Meantime Giorgio, with tranquil movements, had been unfastening the door; the flood of light fell on Signora Teresa, with her two girls gathered to her side, a picturesque woman in a pose of maternal exaltation. Behind her the wall was dazzlingly white, and the crude colours of the Garibaldi lithograph paled in the sunshine. Old Viola, at the door, moved his arm upwards as if referring all his quick, fleeting thoughts to the picture of his old chief on the wall. Even when he was cooking for the “Signori Inglesi”—the engineers (he was a famous cook, though the kitchen was
At night the body of clouds advancing higher up the sky smothers the whole quiet gulf below with an impenetrable darkness, in which the sound of the falling showers can be heard beginning and ceasing abruptly—now here, now there. Indeed, these cloudy nights are proverbial with the seamen along the whole west coast of a great continent. Sky, land, and sea disappear together out of the world when the Placido—as the saying is—goes to sleep under its black poncho. The few stars left below the seaward frown of the vault shine feebly as into the mouth of a black cavern.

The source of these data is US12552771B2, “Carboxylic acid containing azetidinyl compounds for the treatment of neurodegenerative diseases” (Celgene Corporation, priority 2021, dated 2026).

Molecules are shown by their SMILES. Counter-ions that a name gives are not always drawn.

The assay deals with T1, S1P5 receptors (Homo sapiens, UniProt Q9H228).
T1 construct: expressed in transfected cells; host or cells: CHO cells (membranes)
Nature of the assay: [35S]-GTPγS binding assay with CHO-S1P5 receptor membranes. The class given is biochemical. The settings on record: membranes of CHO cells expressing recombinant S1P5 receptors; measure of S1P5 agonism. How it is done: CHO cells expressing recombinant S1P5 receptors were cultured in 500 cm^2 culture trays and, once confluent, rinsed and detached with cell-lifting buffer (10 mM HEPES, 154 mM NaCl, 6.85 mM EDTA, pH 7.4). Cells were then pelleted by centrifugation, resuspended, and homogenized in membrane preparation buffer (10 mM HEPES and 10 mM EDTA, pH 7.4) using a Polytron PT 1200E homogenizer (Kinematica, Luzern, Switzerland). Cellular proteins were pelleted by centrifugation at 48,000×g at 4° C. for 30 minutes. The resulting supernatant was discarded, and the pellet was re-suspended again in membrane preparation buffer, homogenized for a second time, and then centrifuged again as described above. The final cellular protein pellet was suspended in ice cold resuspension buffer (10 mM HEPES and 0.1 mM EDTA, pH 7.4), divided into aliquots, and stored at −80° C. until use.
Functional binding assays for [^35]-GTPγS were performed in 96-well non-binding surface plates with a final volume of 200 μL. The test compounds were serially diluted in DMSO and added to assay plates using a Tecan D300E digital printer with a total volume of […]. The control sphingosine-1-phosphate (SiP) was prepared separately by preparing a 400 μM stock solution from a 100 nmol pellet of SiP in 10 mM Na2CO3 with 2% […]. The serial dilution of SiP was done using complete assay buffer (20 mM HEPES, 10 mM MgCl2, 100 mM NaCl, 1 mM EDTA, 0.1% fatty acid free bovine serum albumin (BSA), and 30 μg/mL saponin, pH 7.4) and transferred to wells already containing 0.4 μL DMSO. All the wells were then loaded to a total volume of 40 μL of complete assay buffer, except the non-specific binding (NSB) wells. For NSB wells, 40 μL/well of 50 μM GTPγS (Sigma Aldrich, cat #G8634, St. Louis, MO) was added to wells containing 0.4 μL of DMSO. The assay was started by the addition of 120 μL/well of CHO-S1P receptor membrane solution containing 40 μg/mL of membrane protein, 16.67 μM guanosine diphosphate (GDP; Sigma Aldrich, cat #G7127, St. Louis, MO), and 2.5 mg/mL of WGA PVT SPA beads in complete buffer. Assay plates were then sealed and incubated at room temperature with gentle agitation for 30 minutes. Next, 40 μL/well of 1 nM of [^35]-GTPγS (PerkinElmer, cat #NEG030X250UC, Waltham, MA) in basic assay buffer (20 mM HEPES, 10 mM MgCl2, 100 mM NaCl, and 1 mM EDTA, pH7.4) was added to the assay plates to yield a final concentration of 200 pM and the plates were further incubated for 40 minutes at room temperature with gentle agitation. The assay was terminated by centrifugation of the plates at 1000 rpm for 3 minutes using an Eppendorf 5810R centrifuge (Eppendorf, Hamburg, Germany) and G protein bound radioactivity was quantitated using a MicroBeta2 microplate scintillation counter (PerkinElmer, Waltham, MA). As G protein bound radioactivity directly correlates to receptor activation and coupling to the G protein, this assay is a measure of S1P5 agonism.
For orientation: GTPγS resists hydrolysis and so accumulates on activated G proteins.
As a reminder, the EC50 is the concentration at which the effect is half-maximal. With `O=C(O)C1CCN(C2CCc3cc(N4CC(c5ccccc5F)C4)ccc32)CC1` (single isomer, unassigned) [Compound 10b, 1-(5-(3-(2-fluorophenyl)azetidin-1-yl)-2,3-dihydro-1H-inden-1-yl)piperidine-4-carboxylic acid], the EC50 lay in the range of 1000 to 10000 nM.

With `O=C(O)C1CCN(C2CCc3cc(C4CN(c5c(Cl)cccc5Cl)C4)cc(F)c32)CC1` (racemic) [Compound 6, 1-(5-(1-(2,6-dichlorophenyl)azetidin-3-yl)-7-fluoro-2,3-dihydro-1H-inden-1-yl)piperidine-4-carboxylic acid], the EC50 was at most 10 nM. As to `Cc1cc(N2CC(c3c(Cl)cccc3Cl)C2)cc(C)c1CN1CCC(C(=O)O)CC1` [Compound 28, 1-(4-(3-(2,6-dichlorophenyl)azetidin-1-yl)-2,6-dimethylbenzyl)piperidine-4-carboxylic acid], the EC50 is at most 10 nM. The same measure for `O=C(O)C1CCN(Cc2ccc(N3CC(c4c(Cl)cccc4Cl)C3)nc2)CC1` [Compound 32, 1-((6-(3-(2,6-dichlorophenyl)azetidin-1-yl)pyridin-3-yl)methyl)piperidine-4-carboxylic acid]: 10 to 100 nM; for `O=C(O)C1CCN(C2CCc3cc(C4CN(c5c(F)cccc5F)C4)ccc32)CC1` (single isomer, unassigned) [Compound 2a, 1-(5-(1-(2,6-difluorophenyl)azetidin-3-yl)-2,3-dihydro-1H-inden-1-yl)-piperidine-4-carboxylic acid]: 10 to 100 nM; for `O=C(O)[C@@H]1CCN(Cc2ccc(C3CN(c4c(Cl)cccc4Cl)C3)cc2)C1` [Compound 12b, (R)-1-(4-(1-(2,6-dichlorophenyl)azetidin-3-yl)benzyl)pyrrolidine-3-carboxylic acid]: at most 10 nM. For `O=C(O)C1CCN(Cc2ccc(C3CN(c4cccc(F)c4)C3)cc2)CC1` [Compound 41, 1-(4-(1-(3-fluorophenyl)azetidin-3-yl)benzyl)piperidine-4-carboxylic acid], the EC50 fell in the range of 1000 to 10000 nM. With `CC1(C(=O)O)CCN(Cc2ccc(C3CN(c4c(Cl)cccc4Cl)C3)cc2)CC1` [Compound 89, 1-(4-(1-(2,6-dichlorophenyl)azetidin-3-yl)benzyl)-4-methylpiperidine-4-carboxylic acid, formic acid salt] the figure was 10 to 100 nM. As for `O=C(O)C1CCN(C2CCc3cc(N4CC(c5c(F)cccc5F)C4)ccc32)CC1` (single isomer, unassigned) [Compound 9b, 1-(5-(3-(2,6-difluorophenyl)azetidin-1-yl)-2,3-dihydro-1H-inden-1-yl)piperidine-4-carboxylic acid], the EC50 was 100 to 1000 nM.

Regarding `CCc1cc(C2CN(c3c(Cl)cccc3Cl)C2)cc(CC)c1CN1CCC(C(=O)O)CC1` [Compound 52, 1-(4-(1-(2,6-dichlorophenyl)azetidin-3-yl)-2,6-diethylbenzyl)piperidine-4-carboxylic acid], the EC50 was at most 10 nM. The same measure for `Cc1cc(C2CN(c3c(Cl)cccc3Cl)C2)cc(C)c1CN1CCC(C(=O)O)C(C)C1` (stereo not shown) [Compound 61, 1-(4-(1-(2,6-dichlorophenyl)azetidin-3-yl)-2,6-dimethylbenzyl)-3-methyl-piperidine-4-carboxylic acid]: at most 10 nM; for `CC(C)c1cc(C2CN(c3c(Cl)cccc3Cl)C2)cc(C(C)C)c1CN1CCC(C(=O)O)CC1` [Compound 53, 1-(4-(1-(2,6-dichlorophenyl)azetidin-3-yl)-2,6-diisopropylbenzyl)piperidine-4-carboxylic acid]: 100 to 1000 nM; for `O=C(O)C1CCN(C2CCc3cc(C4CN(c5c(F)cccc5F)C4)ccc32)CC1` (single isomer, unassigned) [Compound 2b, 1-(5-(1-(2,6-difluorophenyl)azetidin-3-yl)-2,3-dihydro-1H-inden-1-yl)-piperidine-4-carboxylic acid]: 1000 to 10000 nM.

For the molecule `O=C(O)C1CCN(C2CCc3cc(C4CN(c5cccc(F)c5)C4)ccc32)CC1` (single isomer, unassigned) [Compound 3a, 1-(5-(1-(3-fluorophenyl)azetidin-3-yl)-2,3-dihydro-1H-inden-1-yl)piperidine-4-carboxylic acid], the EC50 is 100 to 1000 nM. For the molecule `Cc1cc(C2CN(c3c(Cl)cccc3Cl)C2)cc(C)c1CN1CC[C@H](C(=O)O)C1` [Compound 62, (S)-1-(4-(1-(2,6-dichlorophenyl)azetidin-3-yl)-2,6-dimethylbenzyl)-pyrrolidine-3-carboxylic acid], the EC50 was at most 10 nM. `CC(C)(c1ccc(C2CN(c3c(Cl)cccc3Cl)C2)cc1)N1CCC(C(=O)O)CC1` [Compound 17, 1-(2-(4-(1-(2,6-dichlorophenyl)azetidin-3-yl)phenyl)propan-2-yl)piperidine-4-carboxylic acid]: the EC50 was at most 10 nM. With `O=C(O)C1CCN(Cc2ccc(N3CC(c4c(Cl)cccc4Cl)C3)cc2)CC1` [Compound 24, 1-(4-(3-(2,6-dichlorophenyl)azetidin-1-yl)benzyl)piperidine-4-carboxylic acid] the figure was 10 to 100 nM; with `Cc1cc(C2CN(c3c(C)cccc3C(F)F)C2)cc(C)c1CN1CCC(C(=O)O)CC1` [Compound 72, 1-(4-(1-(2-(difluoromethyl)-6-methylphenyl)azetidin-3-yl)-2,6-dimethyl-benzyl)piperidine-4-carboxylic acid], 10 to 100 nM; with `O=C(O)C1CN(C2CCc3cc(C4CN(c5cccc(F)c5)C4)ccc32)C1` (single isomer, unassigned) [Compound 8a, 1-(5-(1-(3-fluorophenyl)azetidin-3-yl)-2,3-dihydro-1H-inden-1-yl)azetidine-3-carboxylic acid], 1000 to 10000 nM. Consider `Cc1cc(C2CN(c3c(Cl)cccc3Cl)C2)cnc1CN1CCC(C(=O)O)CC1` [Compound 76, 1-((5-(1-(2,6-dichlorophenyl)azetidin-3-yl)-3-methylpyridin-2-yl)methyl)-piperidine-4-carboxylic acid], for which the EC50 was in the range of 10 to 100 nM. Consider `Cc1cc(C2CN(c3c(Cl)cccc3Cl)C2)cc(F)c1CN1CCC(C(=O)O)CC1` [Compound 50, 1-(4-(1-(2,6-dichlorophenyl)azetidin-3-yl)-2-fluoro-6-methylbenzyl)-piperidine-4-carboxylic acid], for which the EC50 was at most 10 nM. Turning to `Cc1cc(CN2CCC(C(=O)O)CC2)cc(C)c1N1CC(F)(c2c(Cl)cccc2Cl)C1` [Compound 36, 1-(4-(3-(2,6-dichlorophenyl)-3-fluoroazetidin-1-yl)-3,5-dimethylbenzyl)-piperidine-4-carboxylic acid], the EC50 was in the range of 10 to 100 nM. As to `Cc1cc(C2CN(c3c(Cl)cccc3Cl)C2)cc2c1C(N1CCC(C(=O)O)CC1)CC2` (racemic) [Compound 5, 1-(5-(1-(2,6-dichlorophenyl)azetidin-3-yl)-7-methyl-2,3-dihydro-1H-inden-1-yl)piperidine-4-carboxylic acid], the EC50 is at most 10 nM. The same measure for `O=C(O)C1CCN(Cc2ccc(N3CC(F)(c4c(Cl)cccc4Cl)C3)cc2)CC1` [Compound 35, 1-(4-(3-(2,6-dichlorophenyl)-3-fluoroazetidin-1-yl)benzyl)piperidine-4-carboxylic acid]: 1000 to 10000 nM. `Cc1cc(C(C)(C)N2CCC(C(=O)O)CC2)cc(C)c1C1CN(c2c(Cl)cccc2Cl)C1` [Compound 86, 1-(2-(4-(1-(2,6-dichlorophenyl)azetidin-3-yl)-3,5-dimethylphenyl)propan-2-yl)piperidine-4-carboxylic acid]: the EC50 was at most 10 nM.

Human faces are very powerful. User Experience designer Aarron Walter describes in his book Designing for Emotion why we appreciate human faces so much. He explains that we are constantly exploring the world around us by looking for something familiar. Familiarity gives us a feeling of comfort and reassurance. When we see a face, we are automatically triggered to feel something or to empathize with that person. If we recognize content on a website — such as a problem, dilemma, habit or whatever else — we feel connected and understood. Since we know ourselves so well, we unconsciously try to